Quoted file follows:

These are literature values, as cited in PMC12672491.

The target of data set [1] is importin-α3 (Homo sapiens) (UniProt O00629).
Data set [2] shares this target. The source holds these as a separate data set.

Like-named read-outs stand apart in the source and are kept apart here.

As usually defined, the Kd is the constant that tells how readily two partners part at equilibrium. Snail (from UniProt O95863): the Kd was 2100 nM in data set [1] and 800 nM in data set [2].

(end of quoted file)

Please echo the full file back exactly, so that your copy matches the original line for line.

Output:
These are literature values, as cited in PMC12672491.

The target of data set [1] is importin-α3 (Homo sapiens) (UniProt O00629).
Data set [2] shares this target. The source holds these as a separate data set.

Like-named read-outs stand apart in the source and are kept apart here.

As usually defined, the Kd is the constant that tells how readily two partners part at equilibrium. Snail (from UniProt O95863): the Kd was 2100 nM in data set [1] and 800 nM in data set [2].